In January of 2020, a trip to Wuhan was scheduled to start work on the pork safety research. “I read an article about a new coronavirus that had been discovered there. I asked my Wuhan partner if it would affect the trip. He said ‘Yes, we should probably delay the trip until February.’ He didn’t say February 2023!” Now that date seems optimistic, as even the knowledge exchange supply change is suffering disruption.
“Our primary goals are to balance trade and lower global inflation.”
Kent believes there is considerable resilience in his supply chain, and he has several decades of success to show for it. At the heart of it is a network of industry professionals and faculty at universities in China and the United States that conducts research and awards undergraduate degrees to students.
His network began in the early 1990s while working for Sea Land Service, an international container ship company. Kent’s network further expanded when he got his doctorate in transportation and logistics from the University of Tennessee and his first teaching job at Missouri State University (MSU), which has a branch campus in Dalian, China. He traveled to Dalian about 20 times over 17 years with MSU, mostly over the last 12 years. During Christmas and summer vacation, he would go to Dalian to teach for two weeks in addition to teaching classes online by video for students in Dalian. From 2016-2019, he spent 100 days a year in China to support the University of Arkansas’ dual degree programs and the food safety research. He traveled to China every other month for four years in a row.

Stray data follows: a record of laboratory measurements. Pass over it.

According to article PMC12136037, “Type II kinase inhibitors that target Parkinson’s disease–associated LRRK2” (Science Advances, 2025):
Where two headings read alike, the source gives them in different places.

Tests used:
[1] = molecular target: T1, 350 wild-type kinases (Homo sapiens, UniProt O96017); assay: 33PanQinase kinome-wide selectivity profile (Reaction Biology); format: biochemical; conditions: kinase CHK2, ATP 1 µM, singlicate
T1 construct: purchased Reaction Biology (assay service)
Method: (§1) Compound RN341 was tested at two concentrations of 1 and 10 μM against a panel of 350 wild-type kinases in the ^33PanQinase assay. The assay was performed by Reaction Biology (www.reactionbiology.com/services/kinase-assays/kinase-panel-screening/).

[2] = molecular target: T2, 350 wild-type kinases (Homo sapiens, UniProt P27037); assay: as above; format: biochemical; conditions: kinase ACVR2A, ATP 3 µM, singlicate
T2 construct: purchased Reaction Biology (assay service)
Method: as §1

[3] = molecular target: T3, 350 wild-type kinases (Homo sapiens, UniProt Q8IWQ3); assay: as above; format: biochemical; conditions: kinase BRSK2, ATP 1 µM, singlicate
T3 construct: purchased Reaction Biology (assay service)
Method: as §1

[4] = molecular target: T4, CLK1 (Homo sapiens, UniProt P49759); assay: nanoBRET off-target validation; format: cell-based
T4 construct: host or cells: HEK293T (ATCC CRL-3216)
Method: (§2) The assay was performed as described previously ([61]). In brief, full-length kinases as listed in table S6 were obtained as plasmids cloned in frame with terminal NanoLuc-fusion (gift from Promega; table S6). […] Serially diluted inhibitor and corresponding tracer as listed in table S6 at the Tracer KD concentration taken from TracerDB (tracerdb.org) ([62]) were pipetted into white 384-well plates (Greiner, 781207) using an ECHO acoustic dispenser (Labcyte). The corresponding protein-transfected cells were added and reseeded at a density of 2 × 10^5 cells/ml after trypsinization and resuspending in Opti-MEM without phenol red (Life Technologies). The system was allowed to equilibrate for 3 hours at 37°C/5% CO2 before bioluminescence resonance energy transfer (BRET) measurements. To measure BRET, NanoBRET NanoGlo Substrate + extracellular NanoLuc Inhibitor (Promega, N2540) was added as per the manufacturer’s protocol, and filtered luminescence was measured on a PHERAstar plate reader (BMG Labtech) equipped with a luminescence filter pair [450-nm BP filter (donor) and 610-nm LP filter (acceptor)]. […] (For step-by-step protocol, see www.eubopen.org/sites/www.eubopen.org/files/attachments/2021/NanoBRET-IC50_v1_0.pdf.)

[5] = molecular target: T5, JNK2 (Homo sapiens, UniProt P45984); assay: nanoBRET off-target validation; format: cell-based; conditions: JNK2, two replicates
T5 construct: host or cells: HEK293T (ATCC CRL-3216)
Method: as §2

“Most Americans go to China for a meeting or two and go back after a few days or a week. I would get a roundtrip ticket for 21 days and not fill my agenda until I got there. Things would come up and I’d get invitations while there. My network expanded.”
Preparing the next generation
Others took notice and he was hired by the University of Arkansas. “They liked the idea that I made Chinese students feel welcome in the United States,” he recalled. "I don’t speak Mandarin, but I’m familiar with the culture. At the time, 300,000 Chinese students were coming to the United States.” Sadly for Kent, that number has shrunk due to the pandemic and the fraught state of US-China relations.